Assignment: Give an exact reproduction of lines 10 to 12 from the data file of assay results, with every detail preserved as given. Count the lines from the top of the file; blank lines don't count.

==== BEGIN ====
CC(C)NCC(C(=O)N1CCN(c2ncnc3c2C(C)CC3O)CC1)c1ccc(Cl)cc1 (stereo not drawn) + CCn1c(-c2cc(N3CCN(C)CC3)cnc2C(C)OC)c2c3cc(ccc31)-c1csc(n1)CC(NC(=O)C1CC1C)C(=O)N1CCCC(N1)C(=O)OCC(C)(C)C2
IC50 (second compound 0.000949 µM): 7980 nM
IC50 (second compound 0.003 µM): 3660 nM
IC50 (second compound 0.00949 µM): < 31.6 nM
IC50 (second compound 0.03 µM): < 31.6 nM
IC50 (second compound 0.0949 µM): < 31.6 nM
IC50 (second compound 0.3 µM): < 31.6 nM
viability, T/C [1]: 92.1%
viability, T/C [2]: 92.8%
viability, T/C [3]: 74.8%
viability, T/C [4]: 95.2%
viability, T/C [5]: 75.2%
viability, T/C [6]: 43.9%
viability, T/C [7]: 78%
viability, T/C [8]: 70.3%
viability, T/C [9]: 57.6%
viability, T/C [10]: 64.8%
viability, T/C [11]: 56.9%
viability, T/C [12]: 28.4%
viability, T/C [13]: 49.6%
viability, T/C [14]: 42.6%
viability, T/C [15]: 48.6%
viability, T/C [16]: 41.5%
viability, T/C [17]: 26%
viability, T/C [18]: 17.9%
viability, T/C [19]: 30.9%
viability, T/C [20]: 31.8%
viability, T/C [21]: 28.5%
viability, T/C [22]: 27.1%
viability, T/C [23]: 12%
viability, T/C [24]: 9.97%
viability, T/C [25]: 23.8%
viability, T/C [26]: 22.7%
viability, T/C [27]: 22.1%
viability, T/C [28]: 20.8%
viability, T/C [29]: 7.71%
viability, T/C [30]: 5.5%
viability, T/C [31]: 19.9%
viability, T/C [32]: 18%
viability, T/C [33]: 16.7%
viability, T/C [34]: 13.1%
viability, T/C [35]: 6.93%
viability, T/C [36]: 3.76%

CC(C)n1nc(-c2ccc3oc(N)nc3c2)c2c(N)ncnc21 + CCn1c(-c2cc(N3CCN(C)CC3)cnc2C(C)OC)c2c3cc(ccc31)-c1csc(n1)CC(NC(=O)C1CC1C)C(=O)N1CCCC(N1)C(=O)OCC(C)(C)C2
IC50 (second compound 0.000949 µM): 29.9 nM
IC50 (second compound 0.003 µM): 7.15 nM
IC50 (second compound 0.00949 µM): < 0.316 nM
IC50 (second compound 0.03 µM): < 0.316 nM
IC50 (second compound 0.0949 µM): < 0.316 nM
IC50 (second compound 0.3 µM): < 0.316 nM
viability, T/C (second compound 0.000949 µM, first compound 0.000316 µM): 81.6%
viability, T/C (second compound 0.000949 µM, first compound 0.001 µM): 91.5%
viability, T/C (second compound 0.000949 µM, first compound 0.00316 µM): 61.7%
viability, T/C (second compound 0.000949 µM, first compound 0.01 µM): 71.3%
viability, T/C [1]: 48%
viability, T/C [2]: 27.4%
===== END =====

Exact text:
viability, T/C [3]: 74.8%
viability, T/C [4]: 95.2%
viability, T/C [5]: 75.2%